When you consider the pain and time involved, you'd have to use it for years before it paid off. Look at those graphs, we are talking about a couple of percent. How much is your time worth? Even on a server you would be better off investing in faster hardware to overcome the performance difference.
    Plus on a server you would probably actually appreciate the security more than a slight increase of performance.

  6. #16
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    Quote Originally Posted by frantaylor View Post
    When you consider the pain and time involved, you'd have to use it for years before it paid off. Look at those graphs, we are talking about a couple of percent. How much is your time worth? Even on a server you would be better off investing in faster hardware to overcome the performance difference.
    sometimes you cannot buy a faster server.

    the initial point I was making is that this wasn't really a comparison between a SELinux system and a non-SELinux system. it was a comparison between a SELinux system and a SELinux system with checks disabled, but with all the other overhead, so the difference would be larger than this benchmark shows

    as for how much of a pain it is to do, that depends on where you start. if you start with a SELinux enabled distro and recompile everything to disable SELinux it will take a long time.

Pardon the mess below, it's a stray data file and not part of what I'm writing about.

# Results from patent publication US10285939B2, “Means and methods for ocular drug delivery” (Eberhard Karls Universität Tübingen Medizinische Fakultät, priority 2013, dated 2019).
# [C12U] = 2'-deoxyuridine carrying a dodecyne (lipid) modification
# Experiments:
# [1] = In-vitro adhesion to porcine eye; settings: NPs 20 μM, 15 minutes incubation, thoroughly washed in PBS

if you start with a distro that doesn't have SELinux in it, you are basicly done (although I seill see benifits in doing custom kernel compiles to disable everything I don't need. among other things this means that my systems are immune to the null bug discovered today)

    also, the benifit depends on how many servers you are running while the cost of setting it up is relativly fixed.

  7. #17
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    Quote Originally Posted by frantaylor View Post
    This is an EXCELLENT benchmark article!!!

    I have always wondered about this.
    I'm sorry to burst your bubble, but the test methodology is seriously flawed.

    The "No SELinux or Audit" was obtained when both SELinux and Audit were disabled at boot-time, but besides that was the same configuration as "Stock".
    The userspace libraries are still intercepting every damn call regardless of selinux being disabled in the kernel or not.

    The only way to test performance without selinux, is to actually have a filesystem that has no dependency on libselinux.so

    And thus using Fedora makes the results invalid.

    Phoronix FAIL

  8. #18
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    What would you recommend ?

  9. #19
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    Quote Originally Posted by bridgman View Post
    What would you recommend ?
    Well for a start you'd have to have a rootfs that does not need libselinux and friends. Which today means you'd have to build it yourself since everyone is linking glibc with libselinux.

  10. #20
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    Technically you could probably create a distro out of Fedora that wouldn't have SELinux at all but I doubt it'd be Fedora anymore then since it might involve a lot of packaging changes. :3